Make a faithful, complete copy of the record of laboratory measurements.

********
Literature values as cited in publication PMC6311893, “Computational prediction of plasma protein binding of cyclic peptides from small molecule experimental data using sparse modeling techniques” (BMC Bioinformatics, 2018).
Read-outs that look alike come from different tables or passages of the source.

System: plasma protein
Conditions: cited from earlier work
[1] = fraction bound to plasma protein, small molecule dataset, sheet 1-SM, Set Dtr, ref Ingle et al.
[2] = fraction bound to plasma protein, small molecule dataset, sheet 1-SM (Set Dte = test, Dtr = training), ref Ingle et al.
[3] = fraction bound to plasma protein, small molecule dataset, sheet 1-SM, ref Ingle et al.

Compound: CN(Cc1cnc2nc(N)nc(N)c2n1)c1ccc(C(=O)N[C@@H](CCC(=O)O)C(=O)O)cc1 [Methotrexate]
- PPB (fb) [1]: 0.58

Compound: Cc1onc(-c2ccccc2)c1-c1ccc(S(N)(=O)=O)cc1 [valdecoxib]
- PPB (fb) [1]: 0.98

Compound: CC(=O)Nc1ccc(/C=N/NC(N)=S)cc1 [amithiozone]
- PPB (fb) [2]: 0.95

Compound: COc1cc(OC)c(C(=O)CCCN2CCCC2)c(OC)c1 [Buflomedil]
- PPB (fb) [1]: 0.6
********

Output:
Literature values as cited in publication PMC6311893, “Computational prediction of plasma protein binding of cyclic peptides from small molecule experimental data using sparse modeling techniques” (BMC Bioinformatics, 2018).
Read-outs that look alike come from different tables or passages of the source.

System: plasma protein
Conditions: cited from earlier work
[1] = fraction bound to plasma protein, small molecule dataset, sheet 1-SM, Set Dtr, ref Ingle et al.
[2] = fraction bound to plasma protein, small molecule dataset, sheet 1-SM (Set Dte = test, Dtr = training), ref Ingle et al.
[3] = fraction bound to plasma protein, small molecule dataset, sheet 1-SM, ref Ingle et al.

Compound: CN(Cc1cnc2nc(N)nc(N)c2n1)c1ccc(C(=O)N[C@@H](CCC(=O)O)C(=O)O)cc1 [Methotrexate]
- PPB (fb) [1]: 0.58

Compound: Cc1onc(-c2ccccc2)c1-c1ccc(S(N)(=O)=O)cc1 [valdecoxib]
- PPB (fb) [1]: 0.98

Compound: CC(=O)Nc1ccc(/C=N/NC(N)=S)cc1 [amithiozone]
- PPB (fb) [2]: 0.95

Compound: COc1cc(OC)c(C(=O)CCCN2CCCC2)c(OC)c1 [Buflomedil]
- PPB (fb) [1]: 0.6